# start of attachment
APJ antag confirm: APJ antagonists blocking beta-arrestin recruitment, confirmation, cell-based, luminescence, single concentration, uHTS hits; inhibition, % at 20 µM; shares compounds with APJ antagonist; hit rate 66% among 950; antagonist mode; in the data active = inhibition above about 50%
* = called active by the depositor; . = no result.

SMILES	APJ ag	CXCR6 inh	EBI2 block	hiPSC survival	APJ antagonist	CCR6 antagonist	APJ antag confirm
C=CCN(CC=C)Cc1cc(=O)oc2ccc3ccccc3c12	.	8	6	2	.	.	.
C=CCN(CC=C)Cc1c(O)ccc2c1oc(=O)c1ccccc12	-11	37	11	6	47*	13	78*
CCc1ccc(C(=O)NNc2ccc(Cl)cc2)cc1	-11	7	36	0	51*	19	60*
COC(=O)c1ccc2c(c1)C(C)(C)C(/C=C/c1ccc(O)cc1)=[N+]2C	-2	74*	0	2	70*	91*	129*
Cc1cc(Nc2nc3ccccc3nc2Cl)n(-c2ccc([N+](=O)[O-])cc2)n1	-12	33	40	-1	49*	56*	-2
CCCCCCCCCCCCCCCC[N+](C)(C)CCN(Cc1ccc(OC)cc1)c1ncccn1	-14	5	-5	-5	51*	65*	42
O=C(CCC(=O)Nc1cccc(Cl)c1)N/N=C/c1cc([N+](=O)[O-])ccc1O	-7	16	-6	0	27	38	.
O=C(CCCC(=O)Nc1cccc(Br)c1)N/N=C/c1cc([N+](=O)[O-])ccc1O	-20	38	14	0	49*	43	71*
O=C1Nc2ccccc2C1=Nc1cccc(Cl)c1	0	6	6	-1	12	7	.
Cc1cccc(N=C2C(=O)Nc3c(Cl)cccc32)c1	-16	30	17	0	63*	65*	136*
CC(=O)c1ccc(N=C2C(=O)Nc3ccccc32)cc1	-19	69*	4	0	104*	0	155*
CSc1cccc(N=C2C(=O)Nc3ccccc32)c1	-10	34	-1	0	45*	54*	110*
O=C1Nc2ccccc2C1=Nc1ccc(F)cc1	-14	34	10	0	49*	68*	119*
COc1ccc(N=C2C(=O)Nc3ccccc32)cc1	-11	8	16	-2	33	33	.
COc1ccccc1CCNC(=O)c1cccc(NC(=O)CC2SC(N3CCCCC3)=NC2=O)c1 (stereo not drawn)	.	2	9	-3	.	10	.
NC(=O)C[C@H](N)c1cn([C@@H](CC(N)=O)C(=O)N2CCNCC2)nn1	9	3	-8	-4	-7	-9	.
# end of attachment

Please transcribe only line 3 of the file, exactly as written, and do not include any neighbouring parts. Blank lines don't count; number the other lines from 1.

SMILES	APJ ag	CXCR6 inh	EBI2 block	hiPSC survival	APJ antagonist	CCR6 antagonist	APJ antag confirm